For my birthday, I bought myself a motorcycle. I am now a motorcyclist. This is undisputibly awesome. Here’s what I bought:
Hey, get out of the way, guy!
Theeeere we go.
That, friends, is a 1980 Yamaha Maxim. 650cc’s of Japanese-designed steel, rubber, and faux-leather… and she’s all mine. (I have named her Yvonne.) I will tell you our story.
Whilst searching Craigslist for deals, as I am wont to do on occasion, I stumbled upon a listing for a motorcycle. It was a Suzuki something-or-other: the picture looked great, the guy said it had minor problems, and the price was excellent. I set up a time to come look at it.
I’ve never bought a motorcycle before. I’ve only ever ridden dirt- and mini-bikes. I’ve only ever had one car, which I bought when I was 16 and still use today, 8.5 years later. I say this to inform you that I have no idea what to look at in a machine aside from “Hyup, the paint sure sparkles, a-durhurr.”
I would have asked my father to come with me, as he’s a Car-guy from the olden days who lovingly disdains my lack of knowledge when it comes to the finer points of engines and carburetors and… spark plugs… things like that, but he was working that night.
Instead, I called upon the next best thing: Uncle Randy.
Uncle Randy is my Mom’s brother. He was in the Air Force, he was always muscly, and he’s owned a motorcycle for years. He even gave me a lesson last year, but his motorcycle was less a motorcycle and more a car (complete with radio, armrests and cup holders) that only had two wheels. This thing was massive, and a not exactly made for beginners.
Anyways. He was free that night, so we hopped in his truck and drove to check the thing out… I would have bought it because I’m an idiot, and it passed my “Yarp, it’s shiny” test, but he thought the “minor problems” were actually MAJOR problems, and he told me to walk away. So we did.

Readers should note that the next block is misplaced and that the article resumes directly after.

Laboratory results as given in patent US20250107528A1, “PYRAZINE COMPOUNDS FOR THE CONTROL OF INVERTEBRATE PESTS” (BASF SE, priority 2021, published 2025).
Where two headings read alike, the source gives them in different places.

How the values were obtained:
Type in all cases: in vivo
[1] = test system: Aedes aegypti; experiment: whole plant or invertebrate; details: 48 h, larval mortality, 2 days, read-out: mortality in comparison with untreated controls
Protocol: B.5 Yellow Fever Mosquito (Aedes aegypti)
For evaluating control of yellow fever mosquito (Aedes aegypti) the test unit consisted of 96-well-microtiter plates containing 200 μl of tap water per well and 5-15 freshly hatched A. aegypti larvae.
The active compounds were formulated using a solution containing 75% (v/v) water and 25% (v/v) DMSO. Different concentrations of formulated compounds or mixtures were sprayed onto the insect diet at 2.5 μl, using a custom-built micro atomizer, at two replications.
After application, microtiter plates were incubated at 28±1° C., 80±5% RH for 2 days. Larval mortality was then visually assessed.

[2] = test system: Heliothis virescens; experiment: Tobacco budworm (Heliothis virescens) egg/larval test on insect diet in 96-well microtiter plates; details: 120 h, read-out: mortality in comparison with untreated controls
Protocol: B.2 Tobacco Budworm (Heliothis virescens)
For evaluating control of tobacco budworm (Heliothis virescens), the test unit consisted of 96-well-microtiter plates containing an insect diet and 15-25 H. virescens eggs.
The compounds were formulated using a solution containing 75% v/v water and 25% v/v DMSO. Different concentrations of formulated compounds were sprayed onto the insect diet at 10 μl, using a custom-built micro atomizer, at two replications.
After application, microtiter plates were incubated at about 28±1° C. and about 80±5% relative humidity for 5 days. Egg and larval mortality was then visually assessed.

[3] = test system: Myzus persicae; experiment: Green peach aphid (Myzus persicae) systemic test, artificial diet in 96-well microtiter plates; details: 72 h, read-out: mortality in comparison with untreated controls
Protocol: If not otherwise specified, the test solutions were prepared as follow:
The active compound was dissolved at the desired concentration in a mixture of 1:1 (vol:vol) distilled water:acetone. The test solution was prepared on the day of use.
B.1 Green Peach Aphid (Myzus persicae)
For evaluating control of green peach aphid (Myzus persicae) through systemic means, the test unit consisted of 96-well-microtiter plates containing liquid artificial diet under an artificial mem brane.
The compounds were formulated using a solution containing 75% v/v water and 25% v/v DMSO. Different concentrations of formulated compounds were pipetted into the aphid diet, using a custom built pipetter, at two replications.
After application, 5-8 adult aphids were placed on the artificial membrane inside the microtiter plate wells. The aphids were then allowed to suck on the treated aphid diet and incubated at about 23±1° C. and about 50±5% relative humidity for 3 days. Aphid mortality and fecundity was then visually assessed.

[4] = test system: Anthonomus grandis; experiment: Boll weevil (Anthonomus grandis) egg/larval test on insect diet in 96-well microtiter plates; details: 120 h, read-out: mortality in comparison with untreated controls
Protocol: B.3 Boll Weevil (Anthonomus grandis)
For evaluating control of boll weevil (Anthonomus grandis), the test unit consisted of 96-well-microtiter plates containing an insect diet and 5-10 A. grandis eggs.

And that’s the story of how I didn’t buy a motorcycle! See you later!
But seriously, kids.
I resumed looking. Less than a day later, I saw Yvonne, also on Craigslist. I called up the guy, he said we could come look at it, and it turns out that Uncle Randy was going to be working in that area that day, so basically the stars aligned.
We met the guy; Randy took the bike out for a spin and told me he liked it; it passed my shiny test; and then I talked the guy down $100 from his initial price (booyah!). He gave me the title right there, and I was now the owner of a motorcycle that was 30 years old, with only 16,700 miles on it. This was two days before my birthday.
Apparently, the guy I bought it from bought it from a guy he knew who needed some money. Original owner was an older guy who just kept her in his garage for years. There are some problems that come with keeping a bike in storage for years: namely that it needs a tune up and some new fuses. THESE ARE MINOR PROBLEMS. Also, there’s a crack in the bottom of the exhaust pipe, so it kind of “putts” if I’m in a low gear for too long, but that I don’t mind.
I drove it home after I got a helmet, some gloves, and a safety jacket (great things to wear in June, lemme tell ya), and surprised my parents with it. They were indeed surprised.
Dad took it out for a spin, and after I told him what I paid for it, he offered the greatest praise any son can get from their father:
“You did good, son.”
I’ve had it for two weeks now, and I love it. Got some things to fix, I need to get some saddlebags, and I barely stall out at stop signs anymore… but she’s mine. And that is awesome.